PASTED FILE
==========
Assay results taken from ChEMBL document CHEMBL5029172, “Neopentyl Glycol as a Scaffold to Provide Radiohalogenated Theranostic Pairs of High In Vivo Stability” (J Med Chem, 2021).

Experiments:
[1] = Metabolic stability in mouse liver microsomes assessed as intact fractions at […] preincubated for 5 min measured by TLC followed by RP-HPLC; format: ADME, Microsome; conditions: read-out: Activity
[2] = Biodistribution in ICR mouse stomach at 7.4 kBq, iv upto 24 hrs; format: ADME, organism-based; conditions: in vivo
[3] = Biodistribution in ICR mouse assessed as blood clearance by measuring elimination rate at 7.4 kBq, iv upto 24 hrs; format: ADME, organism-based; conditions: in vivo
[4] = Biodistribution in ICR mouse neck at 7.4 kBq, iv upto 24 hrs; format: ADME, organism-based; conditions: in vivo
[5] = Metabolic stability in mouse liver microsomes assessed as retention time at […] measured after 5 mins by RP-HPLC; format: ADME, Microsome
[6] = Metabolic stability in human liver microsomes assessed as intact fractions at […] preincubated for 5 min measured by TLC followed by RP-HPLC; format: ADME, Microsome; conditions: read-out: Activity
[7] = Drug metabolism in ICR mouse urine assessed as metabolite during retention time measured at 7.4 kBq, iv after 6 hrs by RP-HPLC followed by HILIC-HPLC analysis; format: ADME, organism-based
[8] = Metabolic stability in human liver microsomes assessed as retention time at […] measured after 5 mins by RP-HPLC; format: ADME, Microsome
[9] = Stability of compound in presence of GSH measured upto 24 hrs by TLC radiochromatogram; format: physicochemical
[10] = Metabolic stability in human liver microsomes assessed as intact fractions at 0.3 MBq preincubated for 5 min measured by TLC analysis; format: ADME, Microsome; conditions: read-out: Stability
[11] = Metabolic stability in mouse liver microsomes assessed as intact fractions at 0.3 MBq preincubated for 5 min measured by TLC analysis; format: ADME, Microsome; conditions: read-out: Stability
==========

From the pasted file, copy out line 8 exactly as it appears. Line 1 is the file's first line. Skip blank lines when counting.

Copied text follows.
[6] = Metabolic stability in human liver microsomes assessed as intact fractions at […] preincubated for 5 min measured by TLC followed by RP-HPLC; format: ADME, Microsome; conditions: read-out: Activity